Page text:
This past weekend I did a massive email clean-out, and realized that I’d lost track of several advice questions, some from as far back as January. I am hanging my head in shame. Just as a general suggestion—if you email a question to me and don’t either hear back or see a post about it within a few weeks, feel free to email me again. I’m human and I’m busy and I often get well over a hundred emails a day (not counting all that delicious spam), and things do get misplaced. I’m sorry.
Frances emailed me a really long time ago, and she’s probably married with three kids by now, but I will address her question, anyway, because it will make me feel less like a slacker. I mean, because I care.
Hello Mir ~
In admiration of your helpfulness to Allanna with her house-outfitting question, I come with another broad request. I am planning for my August wedding with a very limited budget and welcome any tips on finding the essentials at reasonable rates. I know that I am on my own with the local aspects (reception location and caterer, etc.), but do you (and your oh-so-helpful readers) have any recommendations on online vendors for things like flowers, programs, decorations, favors, and other little sweet things?
Hey! August! Plenty of time left! (Oh, Frances, I am sorry I didn’t get to this sooner, truly.) Anyway, let’s see what we can find….
First and foremost—and I can say this, as someone who had a fairly traditional (though thrifty) first wedding, and am now planning an extremely bare-bones second wedding—sit down with your fiance and decide 1) what’s important to you and 2) what your budget is. Some people want the fairytale wedding and all that entails. Others feel that some things must be done a certain way because “that’s how it’s done” and I would discourage anyone from following “rules” that don’t have meaning to you. It’s probably expensive, and besides, this is your wedding. It should be what you want.
Once you know what really matters to you and how much you have to spend, you can sort of fit the puzzle pieces of everything else within that framework.
There are two simple ways to save money on the things you’ve mentioned:
Do it yourself. You can print your own programs, assemble your own favors, and put up your own decorations. Should you? Well, that depends on how much time, help, and energy you have… and also on how you want those things to look. Be realistic in considering what you can and cannot take on. Saving the money is not worth it if you end up hating the results, or—worse—having a nervous breakdown the day before your wedding, y’know?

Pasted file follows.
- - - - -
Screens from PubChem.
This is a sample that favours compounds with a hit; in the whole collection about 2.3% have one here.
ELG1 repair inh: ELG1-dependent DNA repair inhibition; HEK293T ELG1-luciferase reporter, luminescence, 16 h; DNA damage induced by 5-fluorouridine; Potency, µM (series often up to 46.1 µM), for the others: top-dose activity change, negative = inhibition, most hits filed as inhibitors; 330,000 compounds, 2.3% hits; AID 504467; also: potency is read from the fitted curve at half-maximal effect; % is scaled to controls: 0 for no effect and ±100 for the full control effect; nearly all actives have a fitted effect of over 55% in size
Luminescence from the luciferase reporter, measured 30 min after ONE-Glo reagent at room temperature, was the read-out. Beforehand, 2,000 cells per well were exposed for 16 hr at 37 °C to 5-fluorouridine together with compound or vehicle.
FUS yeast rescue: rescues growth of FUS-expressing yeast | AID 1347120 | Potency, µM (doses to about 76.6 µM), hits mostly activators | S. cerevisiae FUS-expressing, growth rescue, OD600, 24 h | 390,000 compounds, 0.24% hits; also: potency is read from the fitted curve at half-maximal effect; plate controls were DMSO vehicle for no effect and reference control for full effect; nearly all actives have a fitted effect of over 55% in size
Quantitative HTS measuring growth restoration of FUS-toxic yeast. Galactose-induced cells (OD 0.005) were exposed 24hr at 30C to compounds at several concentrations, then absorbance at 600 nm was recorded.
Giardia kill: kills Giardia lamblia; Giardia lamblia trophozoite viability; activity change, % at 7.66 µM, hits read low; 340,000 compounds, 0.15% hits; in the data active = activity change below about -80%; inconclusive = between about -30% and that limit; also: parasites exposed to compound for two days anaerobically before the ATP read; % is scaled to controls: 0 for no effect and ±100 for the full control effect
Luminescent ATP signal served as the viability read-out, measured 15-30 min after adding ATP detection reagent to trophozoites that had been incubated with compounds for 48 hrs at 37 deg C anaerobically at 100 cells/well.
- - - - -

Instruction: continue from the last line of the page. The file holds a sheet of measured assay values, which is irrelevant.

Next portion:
Bargain. Most bridal-type vendors are counting on pampered Daddy’s-little-girl bridezillas who want what they want when they want it. Those women hear the price and say “What??” and then fork over the dough. Nearly everything is negotiable. Stay calm, be reasonable, and assume that everything is open to negotiation. Horrified at the price the florist just gave you? Suggest an alternative, and/or let them know that you’re going to need to get some other quotes before you decide, because that’s more than you have to spend. You need to be assertive but charming, and as the old saying goes, never let them see you sweat. Wedding people can smell fear. Work on your poker face.
I’ve come across a site several times which I think is probably worth checking out. It’s called Fire Your Wedding Planner! There’s an e-book as well as various charting programs, and the whole shebang can be had for $29.95—if you decide to keep it—but you can download the book for free for 30 days, regardless. (Just pay attention; you do need to cancel before the trial is up to avoid incurring a charge. Though honestly I think a $30 investment in what is likely to be a several-thousand-dollar event is something of a bargain.) I’m not a wedding expert, but she is, so definitely have a look.
Another suggestion I’ll throw out there: Always, always, think outside the box. I know Miss Zoot had a wedding “cake” made of Krispy Kreme donuts, and I know several other people who had pies instead of cake. While things like jordan almonds in netting are lovely, maybe your guests would really love barbecue sauce. I don’t know, but you do, if you think about it. Sometimes bucking convention makes for a more personal/memorable event as well as a cheaper one.
Readers, chime in. Frugal wedding tips in the comments, please, pretty ones.